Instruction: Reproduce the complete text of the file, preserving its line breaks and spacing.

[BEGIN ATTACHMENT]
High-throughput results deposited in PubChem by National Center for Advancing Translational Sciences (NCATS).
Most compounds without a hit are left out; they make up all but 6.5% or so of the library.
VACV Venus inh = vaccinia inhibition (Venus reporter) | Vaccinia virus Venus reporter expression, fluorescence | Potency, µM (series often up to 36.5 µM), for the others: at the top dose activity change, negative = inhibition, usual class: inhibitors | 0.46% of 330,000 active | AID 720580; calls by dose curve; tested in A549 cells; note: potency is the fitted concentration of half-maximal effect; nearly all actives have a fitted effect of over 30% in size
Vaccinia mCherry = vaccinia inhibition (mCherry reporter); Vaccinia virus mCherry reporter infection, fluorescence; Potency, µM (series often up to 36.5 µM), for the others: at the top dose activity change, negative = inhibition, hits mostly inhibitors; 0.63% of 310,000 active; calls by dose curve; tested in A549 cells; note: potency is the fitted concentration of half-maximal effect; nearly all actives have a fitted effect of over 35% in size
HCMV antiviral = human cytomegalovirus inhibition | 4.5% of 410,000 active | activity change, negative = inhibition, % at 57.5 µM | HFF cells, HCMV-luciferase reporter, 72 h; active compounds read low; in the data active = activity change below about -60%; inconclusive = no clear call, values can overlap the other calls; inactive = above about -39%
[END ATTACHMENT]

High-throughput results deposited in PubChem by National Center for Advancing Translational Sciences (NCATS).
Most compounds without a hit are left out; they make up all but 6.5% or so of the library.
VACV Venus inh = vaccinia inhibition (Venus reporter) | Vaccinia virus Venus reporter expression, fluorescence | Potency, µM (series often up to 36.5 µM), for the others: at the top dose activity change, negative = inhibition, usual class: inhibitors | 0.46% of 330,000 active | AID 720580; calls by dose curve; tested in A549 cells; note: potency is the fitted concentration of half-maximal effect; nearly all actives have a fitted effect of over 30% in size
Vaccinia mCherry = vaccinia inhibition (mCherry reporter); Vaccinia virus mCherry reporter infection, fluorescence; Potency, µM (series often up to 36.5 µM), for the others: at the top dose activity change, negative = inhibition, hits mostly inhibitors; 0.63% of 310,000 active; calls by dose curve; tested in A549 cells; note: potency is the fitted concentration of half-maximal effect; nearly all actives have a fitted effect of over 35% in size
HCMV antiviral = human cytomegalovirus inhibition | 4.5% of 410,000 active | activity change, negative = inhibition, % at 57.5 µM | HFF cells, HCMV-luciferase reporter, 72 h; active compounds read low; in the data active = activity change below about -60%; inconclusive = no clear call, values can overlap the other calls; inactive = above about -39%